President Benigno Aquino takes the Philippines forward
Recent economic figures point to a resurgent economy in the island nation
Hongkongers have long regarded the Philippines with barely-concealed contempt.
Decades of misrule stemming from the gross abuses of the Marcos Era have left the republic trailing badly at a time when “Asia Rising” was the dominant narrative.
However, times have changed. The Philippines is no longer a basket case.
The nice Filipino lady you meet on the plane is more likely to be a software designer on a weekend break rather than a domestic worker.
The numbers reinforce the archipelagic nation’s surprise emergence, underlining a possible shift in Asean as both Vietnam and the Philippines, former laggards, display their mettle.
According to the World Bank, from 2011 to last year, the Philippine economy grew by an average of 5.95 per cent, surpassing Vietnam and Indonesia’s 5.7 per cent as well as trouncing Singapore’s 4.2 per cent.
Elsewhere, the Philippines is also playing a fierce game of catch-up.
From 2010 to last year, the Philippines soared from 134th to 85th place in Transparency International’s Corruption Perceptions Index (an increase of 49 places), compared to Indonesia’s 110th to 107th (just three) and Vietnam’s three-spot decline from 116th to 119th.
The republic's iconic IT-Business Process Outsourcing sector last year brought in US$18 billion in revenues – providing some 1.3 million Filipinos with middle-class jobs, and importantly, salaries underpinning a consumer-led boom in housing and transportation.
One man, Benigno Aquino III, or ‘NoyNoy’, has been central to this transformation and two weeks ago, I was honoured to be able to sit down with him for over 90 minutes in the jewel-like confines of historic Malacanang Palace.
Of course, the Aquino name, known for one assassination and two presidents, is as hallowed in Southeast Asia as the Burmese democracy icon’s, Aung Suu Kyi.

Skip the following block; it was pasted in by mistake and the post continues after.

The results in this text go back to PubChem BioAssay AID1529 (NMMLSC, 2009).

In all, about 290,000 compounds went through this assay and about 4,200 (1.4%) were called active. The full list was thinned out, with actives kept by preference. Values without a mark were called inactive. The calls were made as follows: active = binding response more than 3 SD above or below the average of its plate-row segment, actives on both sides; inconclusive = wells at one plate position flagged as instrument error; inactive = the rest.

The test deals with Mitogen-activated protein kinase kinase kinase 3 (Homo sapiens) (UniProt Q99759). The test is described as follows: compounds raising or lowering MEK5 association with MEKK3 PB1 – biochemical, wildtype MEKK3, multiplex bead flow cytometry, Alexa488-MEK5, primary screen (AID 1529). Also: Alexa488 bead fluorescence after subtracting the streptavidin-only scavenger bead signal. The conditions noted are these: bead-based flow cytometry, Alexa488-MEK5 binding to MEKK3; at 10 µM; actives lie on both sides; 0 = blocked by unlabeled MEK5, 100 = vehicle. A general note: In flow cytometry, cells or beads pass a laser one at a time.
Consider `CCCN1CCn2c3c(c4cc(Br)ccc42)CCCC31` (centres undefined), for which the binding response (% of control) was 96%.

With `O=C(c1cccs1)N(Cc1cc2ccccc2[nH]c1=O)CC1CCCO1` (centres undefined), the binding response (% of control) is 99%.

Moreover, the Aquinos are committed and proven proponents of pluralism and minority rights at a time when “The Lady’s” nativist and anti-Muslim tendencies are beginning to reveal themselves.
Nonetheless, when NoyNoy ran for president in 2010, many detractors accused him of being little less than a shallow, inexperienced political princeling, seeking to leverage off the aura of his martyred father Benigno Jr, ‘Ninoy’, and recently deceased mother, the former president Corazon Aquino.
Well, the critics were wrong.
On the cusp of this month’s Apec Summit in the Philippine capital and six months before Filipinos go to the polls to elect his successor, the President was upbeat, especially when asked about the economic turnaround:
“Give the Filipino the right environment and he or she will shine,” he said, adding: “[Our success stems] from the fundamental belief that the greatest resource of this country is our people.”
Instead of churning out countless unemployable graduates, NoyNoy worked hard to coordinate education and training with industry requirements.
Moreover, his government also expanded a conditional cash transfer program, which helped poor families keep their children in school. Under him, the Department of Health also enjoyed a 300 per cent budget increase.